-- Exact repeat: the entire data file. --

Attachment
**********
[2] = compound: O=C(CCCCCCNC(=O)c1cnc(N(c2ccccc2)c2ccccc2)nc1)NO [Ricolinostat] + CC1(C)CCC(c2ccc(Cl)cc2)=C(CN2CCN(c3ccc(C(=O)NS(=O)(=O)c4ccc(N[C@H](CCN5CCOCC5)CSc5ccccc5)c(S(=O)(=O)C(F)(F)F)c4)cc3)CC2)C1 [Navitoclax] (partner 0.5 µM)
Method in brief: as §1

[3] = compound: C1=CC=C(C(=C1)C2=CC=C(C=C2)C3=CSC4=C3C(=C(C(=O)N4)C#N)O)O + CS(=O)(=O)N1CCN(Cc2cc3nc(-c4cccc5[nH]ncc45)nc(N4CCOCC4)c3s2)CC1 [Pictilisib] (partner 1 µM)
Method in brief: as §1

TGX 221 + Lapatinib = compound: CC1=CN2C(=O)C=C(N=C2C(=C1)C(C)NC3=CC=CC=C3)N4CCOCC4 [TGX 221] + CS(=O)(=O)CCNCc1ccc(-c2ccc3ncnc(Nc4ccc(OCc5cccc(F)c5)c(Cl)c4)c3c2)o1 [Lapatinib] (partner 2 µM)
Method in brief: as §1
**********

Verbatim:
[2] = compound: O=C(CCCCCCNC(=O)c1cnc(N(c2ccccc2)c2ccccc2)nc1)NO [Ricolinostat] + CC1(C)CCC(c2ccc(Cl)cc2)=C(CN2CCN(c3ccc(C(=O)NS(=O)(=O)c4ccc(N[C@H](CCN5CCOCC5)CSc5ccccc5)c(S(=O)(=O)C(F)(F)F)c4)cc3)CC2)C1 [Navitoclax] (partner 0.5 µM)
Method in brief: as §1

[3] = compound: C1=CC=C(C(=C1)C2=CC=C(C=C2)C3=CSC4=C3C(=C(C(=O)N4)C#N)O)O + CS(=O)(=O)N1CCN(Cc2cc3nc(-c4cccc5[nH]ncc45)nc(N4CCOCC4)c3s2)CC1 [Pictilisib] (partner 1 µM)
Method in brief: as §1

TGX 221 + Lapatinib = compound: CC1=CN2C(=O)C=C(N=C2C(=C1)C(C)NC3=CC=CC=C3)N4CCOCC4 [TGX 221] + CS(=O)(=O)CCNCc1ccc(-c2ccc3ncnc(Nc4ccc(OCc5cccc(F)c5)c(Cl)c4)c3c2)o1 [Lapatinib] (partner 2 µM)
Method in brief: as §1